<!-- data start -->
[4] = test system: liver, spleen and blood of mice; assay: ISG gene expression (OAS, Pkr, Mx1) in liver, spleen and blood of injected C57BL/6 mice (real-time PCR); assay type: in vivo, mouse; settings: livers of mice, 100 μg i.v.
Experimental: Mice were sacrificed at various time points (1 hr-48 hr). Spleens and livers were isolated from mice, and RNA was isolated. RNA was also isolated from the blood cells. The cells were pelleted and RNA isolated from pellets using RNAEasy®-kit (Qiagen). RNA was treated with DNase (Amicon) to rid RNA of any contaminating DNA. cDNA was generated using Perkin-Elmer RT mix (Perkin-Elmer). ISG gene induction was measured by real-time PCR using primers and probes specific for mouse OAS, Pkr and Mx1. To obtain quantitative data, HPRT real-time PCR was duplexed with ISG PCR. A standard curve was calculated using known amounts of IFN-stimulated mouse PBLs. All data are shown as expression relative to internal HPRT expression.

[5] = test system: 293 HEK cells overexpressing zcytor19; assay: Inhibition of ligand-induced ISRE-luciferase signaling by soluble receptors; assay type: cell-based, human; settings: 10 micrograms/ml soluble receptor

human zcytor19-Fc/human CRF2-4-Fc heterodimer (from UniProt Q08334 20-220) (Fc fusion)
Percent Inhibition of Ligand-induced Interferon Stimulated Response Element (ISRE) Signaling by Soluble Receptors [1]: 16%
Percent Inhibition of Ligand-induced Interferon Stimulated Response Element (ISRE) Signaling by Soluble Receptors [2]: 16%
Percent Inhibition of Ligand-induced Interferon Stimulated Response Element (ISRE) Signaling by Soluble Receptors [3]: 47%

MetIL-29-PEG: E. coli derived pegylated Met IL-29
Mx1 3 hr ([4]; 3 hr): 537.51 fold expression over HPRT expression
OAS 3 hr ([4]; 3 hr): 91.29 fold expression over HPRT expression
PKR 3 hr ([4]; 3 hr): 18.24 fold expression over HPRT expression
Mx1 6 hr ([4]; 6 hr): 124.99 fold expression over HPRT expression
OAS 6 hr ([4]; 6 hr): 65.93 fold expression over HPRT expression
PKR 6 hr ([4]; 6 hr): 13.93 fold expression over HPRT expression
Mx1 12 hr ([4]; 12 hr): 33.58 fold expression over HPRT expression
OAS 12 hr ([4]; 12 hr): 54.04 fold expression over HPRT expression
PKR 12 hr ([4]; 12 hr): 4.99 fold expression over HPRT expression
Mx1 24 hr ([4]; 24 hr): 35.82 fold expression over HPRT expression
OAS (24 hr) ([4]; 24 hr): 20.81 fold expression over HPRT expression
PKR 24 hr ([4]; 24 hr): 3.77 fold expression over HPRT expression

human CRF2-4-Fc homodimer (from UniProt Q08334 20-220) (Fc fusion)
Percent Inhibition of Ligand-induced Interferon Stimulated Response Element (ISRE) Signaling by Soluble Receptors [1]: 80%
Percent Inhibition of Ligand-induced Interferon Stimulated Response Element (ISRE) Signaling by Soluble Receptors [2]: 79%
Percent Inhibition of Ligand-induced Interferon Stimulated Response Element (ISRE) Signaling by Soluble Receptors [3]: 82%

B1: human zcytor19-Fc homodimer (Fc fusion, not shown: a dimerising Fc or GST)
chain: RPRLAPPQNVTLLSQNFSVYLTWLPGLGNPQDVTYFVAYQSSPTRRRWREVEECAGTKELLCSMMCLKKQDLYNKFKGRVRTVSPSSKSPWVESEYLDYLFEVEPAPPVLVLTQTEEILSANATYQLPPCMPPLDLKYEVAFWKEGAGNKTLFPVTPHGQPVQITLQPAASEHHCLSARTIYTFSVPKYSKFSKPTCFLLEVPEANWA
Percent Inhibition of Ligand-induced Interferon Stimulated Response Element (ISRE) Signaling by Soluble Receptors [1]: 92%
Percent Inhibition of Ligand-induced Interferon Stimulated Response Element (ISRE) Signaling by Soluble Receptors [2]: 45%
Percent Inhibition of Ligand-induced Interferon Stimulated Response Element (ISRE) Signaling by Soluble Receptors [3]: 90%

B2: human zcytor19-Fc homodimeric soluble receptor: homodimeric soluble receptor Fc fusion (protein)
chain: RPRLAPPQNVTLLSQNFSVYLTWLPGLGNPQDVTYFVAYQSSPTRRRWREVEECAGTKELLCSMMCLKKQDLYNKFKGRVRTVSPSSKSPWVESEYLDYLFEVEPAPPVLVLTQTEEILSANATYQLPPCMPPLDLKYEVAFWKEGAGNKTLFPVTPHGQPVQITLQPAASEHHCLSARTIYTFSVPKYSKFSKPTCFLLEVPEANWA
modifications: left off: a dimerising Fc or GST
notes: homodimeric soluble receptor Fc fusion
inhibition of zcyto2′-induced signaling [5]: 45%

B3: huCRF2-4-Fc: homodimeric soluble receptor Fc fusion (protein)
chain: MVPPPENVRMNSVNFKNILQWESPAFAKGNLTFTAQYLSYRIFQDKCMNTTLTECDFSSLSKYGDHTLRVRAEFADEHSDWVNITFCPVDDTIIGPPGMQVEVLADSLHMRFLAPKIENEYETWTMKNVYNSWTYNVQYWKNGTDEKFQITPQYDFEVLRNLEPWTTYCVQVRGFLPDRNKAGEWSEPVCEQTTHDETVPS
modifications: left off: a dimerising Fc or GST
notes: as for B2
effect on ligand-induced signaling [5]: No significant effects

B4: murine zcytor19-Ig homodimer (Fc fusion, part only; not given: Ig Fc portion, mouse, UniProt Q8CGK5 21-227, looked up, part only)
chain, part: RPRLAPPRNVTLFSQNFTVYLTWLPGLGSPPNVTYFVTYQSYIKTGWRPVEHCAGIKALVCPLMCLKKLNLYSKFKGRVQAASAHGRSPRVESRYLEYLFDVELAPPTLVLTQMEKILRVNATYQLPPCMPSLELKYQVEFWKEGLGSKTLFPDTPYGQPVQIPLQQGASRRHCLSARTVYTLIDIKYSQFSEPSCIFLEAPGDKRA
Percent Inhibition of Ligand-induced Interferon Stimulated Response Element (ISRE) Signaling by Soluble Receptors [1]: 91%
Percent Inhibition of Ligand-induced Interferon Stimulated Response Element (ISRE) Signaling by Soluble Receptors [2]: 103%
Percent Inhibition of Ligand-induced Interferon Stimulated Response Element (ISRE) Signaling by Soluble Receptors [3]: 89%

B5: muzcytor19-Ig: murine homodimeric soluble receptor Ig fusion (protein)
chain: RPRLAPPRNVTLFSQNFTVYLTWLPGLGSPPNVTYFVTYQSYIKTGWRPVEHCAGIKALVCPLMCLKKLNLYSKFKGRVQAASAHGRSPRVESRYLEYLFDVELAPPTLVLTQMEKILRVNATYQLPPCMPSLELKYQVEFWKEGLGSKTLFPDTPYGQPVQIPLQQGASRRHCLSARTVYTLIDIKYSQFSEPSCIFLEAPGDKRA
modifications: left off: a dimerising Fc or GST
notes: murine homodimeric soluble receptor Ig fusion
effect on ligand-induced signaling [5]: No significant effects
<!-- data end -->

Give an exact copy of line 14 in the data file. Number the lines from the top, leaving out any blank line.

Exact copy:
PKR 6 hr ([4]; 6 hr): 13.93 fold expression over HPRT expression